Multiaxial fatigue behavior of wrought and additive manufactured Ti-6Al-4V including surface finish effect


Additive manufacturing (AM) technology has enabled efficient fabrication of parts with complex geometries and laser-based powder bed fusion (L-PBF) is one of the most commonly used AM fabrication process. In many applications, the loading condition of AM parts is multiaxial. Even under uniaxial loading conditions, due to the geometry complexity or interaction of residual stresses, the stress state may still be multiaxial. Therefore, an understanding of cyclic deformation and fatigue behaviors of AM materials under multiaxial stress states is critical to the expected performance of such parts. These behaviors were investigated in this study using thin-walled tubular specimens of Ti-6Al-4V alloy made of a common PBF process. To compare with the conventional material performance, wrought Ti-6Al-4V alloy was also investigated. The loadings considered included axial, torsion, in-phase axial-torsion, and 90° out-of-phase axial-torsion loads. The surface roughness effect was also studied by considering both the as-built and the machined and polished surface conditions of the AM specimens. The ductility of the AM material was found to be significantly lower than the wrought material due to the martensitic microstructure as well as the presence of defects. AM specimens had significantly shorter lives compared to the wrought specimens under all loading conditions and regardless of the surface finish. However, machining improved the fatigue performance of AM specimens. For all loading conditions brittle fracture of AM specimens was observed with cracking on maximum tensile plane, and ductile fracture of wrought specimens with shear cracking. Consequently, fatigue test results of the wrought material were correlated using a shear-based critical plane model, while the AM specimen test data were correlated based on the maximum principal stress criterion.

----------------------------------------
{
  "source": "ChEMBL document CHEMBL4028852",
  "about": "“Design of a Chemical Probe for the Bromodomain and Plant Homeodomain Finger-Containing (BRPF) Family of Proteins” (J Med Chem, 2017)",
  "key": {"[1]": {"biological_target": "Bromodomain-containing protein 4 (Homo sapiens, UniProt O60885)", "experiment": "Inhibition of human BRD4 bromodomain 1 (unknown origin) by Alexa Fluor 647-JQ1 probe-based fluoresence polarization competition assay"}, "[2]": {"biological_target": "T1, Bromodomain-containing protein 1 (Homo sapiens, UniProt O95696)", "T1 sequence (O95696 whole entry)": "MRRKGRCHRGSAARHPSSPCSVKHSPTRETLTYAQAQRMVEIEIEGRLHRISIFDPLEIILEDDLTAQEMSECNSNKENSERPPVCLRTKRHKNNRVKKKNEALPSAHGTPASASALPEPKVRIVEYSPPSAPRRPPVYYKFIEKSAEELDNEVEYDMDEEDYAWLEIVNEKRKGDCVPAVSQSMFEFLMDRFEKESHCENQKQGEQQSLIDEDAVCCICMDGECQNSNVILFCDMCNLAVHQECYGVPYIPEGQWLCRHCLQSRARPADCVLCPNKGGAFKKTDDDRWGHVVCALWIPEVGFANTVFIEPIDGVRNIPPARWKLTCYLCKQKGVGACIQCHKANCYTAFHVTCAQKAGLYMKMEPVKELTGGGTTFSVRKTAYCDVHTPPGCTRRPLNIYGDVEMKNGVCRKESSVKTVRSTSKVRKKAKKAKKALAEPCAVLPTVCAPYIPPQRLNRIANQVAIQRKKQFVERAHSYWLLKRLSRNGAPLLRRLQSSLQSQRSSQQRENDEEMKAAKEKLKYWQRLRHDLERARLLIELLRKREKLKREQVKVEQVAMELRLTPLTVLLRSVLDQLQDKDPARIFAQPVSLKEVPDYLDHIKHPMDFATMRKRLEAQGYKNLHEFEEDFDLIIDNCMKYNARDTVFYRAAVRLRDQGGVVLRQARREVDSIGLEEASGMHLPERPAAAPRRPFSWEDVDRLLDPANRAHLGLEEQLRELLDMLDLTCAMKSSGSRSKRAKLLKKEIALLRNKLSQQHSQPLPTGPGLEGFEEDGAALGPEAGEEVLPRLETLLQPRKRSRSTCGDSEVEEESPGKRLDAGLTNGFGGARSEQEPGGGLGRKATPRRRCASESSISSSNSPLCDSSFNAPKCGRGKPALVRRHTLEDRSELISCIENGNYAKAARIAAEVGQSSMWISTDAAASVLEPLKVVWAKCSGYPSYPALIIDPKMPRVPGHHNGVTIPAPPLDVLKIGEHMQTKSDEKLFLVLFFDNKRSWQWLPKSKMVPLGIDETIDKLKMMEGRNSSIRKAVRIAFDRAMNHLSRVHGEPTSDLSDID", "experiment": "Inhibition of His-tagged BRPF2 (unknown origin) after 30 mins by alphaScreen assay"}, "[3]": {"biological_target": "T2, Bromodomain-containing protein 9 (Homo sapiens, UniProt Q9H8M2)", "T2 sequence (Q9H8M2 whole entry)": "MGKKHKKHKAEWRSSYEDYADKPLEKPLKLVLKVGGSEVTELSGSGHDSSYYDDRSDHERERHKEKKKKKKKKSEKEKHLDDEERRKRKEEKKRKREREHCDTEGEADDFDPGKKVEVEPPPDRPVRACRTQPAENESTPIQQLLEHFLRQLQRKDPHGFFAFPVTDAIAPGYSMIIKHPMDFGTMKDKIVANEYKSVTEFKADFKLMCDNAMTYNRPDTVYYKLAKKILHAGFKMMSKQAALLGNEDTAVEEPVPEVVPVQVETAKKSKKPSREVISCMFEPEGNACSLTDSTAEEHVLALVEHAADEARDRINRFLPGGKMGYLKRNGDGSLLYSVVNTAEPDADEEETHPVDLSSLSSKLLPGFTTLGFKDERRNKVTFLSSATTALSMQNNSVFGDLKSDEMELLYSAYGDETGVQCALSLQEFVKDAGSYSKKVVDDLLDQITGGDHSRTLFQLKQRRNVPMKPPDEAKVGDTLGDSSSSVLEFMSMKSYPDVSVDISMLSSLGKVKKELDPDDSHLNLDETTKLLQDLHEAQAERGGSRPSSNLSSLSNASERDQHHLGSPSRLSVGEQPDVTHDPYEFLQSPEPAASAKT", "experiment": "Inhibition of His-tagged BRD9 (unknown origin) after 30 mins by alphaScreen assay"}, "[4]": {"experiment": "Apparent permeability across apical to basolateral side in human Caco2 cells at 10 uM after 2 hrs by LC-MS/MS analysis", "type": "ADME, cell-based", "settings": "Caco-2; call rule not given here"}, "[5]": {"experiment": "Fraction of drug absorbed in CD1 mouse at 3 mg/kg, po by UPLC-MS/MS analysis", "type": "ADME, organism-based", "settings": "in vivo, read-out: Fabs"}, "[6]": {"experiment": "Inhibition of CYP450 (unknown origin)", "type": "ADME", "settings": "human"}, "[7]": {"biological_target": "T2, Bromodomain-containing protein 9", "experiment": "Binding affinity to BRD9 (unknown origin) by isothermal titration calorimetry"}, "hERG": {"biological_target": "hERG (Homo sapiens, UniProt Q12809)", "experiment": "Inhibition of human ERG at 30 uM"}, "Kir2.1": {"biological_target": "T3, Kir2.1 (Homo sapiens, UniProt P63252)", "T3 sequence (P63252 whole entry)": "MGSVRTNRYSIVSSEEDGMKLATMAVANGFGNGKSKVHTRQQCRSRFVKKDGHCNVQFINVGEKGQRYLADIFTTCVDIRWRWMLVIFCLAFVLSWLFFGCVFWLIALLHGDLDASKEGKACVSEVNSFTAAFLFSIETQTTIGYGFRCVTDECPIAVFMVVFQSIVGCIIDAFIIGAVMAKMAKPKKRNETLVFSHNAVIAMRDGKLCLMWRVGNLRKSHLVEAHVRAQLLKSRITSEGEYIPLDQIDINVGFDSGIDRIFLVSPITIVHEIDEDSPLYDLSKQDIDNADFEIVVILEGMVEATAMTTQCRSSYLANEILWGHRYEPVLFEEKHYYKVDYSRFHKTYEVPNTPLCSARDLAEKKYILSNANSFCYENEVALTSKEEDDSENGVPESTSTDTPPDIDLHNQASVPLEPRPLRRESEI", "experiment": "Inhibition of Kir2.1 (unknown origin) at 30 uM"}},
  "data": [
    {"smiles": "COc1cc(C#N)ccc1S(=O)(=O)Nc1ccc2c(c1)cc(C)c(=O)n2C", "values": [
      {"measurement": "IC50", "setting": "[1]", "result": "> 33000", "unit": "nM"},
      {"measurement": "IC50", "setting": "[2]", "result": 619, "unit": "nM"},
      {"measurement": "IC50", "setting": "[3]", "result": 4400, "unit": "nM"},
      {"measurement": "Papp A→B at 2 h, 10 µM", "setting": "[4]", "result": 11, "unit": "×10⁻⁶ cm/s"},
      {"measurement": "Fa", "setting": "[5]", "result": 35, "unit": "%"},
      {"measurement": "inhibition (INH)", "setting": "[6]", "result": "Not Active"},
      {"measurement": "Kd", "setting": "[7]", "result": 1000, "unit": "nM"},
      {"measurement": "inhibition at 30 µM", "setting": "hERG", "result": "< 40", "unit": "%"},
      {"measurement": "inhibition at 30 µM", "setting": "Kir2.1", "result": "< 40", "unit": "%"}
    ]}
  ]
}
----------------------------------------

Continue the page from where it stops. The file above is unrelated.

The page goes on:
Publication Title

International Journal of Fatigue